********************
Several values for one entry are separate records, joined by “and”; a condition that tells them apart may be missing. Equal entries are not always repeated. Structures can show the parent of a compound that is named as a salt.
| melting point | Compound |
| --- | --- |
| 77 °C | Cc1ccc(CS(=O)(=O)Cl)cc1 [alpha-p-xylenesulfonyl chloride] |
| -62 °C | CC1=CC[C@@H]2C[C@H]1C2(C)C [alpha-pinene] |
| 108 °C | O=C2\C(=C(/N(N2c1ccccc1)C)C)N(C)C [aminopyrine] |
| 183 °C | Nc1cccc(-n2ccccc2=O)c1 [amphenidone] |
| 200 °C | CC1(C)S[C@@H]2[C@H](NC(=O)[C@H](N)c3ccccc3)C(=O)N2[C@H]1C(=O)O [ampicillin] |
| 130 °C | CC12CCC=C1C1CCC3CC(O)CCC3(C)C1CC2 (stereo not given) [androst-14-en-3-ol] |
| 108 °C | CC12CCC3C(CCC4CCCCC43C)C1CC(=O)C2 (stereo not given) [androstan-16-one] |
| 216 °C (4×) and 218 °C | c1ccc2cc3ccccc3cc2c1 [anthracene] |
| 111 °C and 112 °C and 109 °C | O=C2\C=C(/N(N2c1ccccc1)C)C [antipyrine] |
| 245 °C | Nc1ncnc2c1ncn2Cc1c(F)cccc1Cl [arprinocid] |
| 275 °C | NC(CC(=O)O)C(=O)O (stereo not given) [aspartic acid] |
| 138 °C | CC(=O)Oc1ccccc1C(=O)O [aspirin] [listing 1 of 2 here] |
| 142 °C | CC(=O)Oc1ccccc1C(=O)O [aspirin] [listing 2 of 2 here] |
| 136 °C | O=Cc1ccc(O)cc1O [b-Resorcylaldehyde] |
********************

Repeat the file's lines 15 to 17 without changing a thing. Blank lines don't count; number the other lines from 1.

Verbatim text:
| 138 °C | CC(=O)Oc1ccccc1C(=O)O [aspirin] [listing 1 of 2 here] |
| 142 °C | CC(=O)Oc1ccccc1C(=O)O [aspirin] [listing 2 of 2 here] |
| 136 °C | O=Cc1ccc(O)cc1O [b-Resorcylaldehyde] |